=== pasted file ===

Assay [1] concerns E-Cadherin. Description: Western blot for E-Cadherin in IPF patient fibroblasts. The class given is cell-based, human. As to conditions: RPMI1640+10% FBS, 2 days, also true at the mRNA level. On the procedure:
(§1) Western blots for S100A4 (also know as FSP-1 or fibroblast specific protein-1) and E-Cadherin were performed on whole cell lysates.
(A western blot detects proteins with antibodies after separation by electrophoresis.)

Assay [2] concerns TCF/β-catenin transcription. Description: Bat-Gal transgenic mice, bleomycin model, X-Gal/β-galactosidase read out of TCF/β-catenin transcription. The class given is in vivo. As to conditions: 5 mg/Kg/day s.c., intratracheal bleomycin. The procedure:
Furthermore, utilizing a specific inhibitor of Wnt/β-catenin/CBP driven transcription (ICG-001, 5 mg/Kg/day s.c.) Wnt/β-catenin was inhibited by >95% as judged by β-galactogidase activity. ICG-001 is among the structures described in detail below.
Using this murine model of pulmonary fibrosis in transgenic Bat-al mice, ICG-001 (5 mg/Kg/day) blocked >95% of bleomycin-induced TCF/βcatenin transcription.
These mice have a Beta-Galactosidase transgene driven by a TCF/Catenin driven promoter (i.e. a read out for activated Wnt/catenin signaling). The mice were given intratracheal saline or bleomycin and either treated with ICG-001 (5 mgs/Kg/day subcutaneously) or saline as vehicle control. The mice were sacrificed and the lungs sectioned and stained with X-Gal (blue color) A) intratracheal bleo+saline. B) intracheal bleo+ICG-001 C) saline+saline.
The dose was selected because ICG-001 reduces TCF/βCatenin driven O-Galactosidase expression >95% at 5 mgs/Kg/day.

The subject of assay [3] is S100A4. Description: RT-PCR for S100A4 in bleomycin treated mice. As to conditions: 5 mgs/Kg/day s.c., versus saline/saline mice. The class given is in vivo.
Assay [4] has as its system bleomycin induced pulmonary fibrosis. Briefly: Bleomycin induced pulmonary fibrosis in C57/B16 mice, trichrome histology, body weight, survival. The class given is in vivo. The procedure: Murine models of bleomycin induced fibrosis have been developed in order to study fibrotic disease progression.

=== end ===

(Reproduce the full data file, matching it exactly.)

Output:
Assay [1] concerns E-Cadherin. Description: Western blot for E-Cadherin in IPF patient fibroblasts. The class given is cell-based, human. As to conditions: RPMI1640+10% FBS, 2 days, also true at the mRNA level. On the procedure:
(§1) Western blots for S100A4 (also know as FSP-1 or fibroblast specific protein-1) and E-Cadherin were performed on whole cell lysates.
(A western blot detects proteins with antibodies after separation by electrophoresis.)

Assay [2] concerns TCF/β-catenin transcription. Description: Bat-Gal transgenic mice, bleomycin model, X-Gal/β-galactosidase read out of TCF/β-catenin transcription. The class given is in vivo. As to conditions: 5 mg/Kg/day s.c., intratracheal bleomycin. The procedure:
Furthermore, utilizing a specific inhibitor of Wnt/β-catenin/CBP driven transcription (ICG-001, 5 mg/Kg/day s.c.) Wnt/β-catenin was inhibited by >95% as judged by β-galactogidase activity. ICG-001 is among the structures described in detail below.
Using this murine model of pulmonary fibrosis in transgenic Bat-al mice, ICG-001 (5 mg/Kg/day) blocked >95% of bleomycin-induced TCF/βcatenin transcription.
These mice have a Beta-Galactosidase transgene driven by a TCF/Catenin driven promoter (i.e. a read out for activated Wnt/catenin signaling). The mice were given intratracheal saline or bleomycin and either treated with ICG-001 (5 mgs/Kg/day subcutaneously) or saline as vehicle control. The mice were sacrificed and the lungs sectioned and stained with X-Gal (blue color) A) intratracheal bleo+saline. B) intracheal bleo+ICG-001 C) saline+saline.
The dose was selected because ICG-001 reduces TCF/βCatenin driven O-Galactosidase expression >95% at 5 mgs/Kg/day.

The subject of assay [3] is S100A4. Description: RT-PCR for S100A4 in bleomycin treated mice. As to conditions: 5 mgs/Kg/day s.c., versus saline/saline mice. The class given is in vivo.
Assay [4] has as its system bleomycin induced pulmonary fibrosis. Briefly: Bleomycin induced pulmonary fibrosis in C57/B16 mice, trichrome histology, body weight, survival. The class given is in vivo. The procedure: Murine models of bleomycin induced fibrosis have been developed in order to study fibrotic disease progression.